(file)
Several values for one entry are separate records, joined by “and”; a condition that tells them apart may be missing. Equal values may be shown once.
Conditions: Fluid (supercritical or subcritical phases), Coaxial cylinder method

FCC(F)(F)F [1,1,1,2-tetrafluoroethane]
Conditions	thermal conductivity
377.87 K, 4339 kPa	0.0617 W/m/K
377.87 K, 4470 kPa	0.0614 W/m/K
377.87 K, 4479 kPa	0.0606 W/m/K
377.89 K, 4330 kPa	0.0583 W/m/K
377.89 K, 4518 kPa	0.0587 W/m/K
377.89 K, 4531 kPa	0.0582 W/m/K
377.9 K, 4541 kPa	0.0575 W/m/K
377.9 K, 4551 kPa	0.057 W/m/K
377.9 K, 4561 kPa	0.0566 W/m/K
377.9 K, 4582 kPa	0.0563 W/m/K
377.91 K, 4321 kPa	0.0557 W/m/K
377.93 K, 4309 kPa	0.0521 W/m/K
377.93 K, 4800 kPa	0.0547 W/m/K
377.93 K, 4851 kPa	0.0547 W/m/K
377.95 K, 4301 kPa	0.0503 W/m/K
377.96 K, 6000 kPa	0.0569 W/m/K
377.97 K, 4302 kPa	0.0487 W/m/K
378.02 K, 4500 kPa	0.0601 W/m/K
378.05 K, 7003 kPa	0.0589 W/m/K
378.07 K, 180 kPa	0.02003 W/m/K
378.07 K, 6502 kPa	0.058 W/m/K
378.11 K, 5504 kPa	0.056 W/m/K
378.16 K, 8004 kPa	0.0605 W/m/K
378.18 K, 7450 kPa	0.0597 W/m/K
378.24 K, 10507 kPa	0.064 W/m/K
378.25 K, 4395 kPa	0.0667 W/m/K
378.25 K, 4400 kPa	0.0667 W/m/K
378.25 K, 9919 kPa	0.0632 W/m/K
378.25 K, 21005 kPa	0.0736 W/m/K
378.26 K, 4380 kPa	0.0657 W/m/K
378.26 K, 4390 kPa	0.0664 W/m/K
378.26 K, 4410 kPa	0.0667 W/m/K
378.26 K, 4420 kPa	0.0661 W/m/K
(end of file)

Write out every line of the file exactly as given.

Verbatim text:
Several values for one entry are separate records, joined by “and”; a condition that tells them apart may be missing. Equal values may be shown once.
Conditions: Fluid (supercritical or subcritical phases), Coaxial cylinder method

FCC(F)(F)F [1,1,1,2-tetrafluoroethane]
Conditions	thermal conductivity
377.87 K, 4339 kPa	0.0617 W/m/K
377.87 K, 4470 kPa	0.0614 W/m/K
377.87 K, 4479 kPa	0.0606 W/m/K
377.89 K, 4330 kPa	0.0583 W/m/K
377.89 K, 4518 kPa	0.0587 W/m/K
377.89 K, 4531 kPa	0.0582 W/m/K
377.9 K, 4541 kPa	0.0575 W/m/K
377.9 K, 4551 kPa	0.057 W/m/K
377.9 K, 4561 kPa	0.0566 W/m/K
377.9 K, 4582 kPa	0.0563 W/m/K
377.91 K, 4321 kPa	0.0557 W/m/K
377.93 K, 4309 kPa	0.0521 W/m/K
377.93 K, 4800 kPa	0.0547 W/m/K
377.93 K, 4851 kPa	0.0547 W/m/K
377.95 K, 4301 kPa	0.0503 W/m/K
377.96 K, 6000 kPa	0.0569 W/m/K
377.97 K, 4302 kPa	0.0487 W/m/K
378.02 K, 4500 kPa	0.0601 W/m/K
378.05 K, 7003 kPa	0.0589 W/m/K
378.07 K, 180 kPa	0.02003 W/m/K
378.07 K, 6502 kPa	0.058 W/m/K
378.11 K, 5504 kPa	0.056 W/m/K
378.16 K, 8004 kPa	0.0605 W/m/K
378.18 K, 7450 kPa	0.0597 W/m/K
378.24 K, 10507 kPa	0.064 W/m/K
378.25 K, 4395 kPa	0.0667 W/m/K
378.25 K, 4400 kPa	0.0667 W/m/K
378.25 K, 9919 kPa	0.0632 W/m/K
378.25 K, 21005 kPa	0.0736 W/m/K
378.26 K, 4380 kPa	0.0657 W/m/K
378.26 K, 4390 kPa	0.0664 W/m/K
378.26 K, 4410 kPa	0.0667 W/m/K
378.26 K, 4420 kPa	0.0661 W/m/K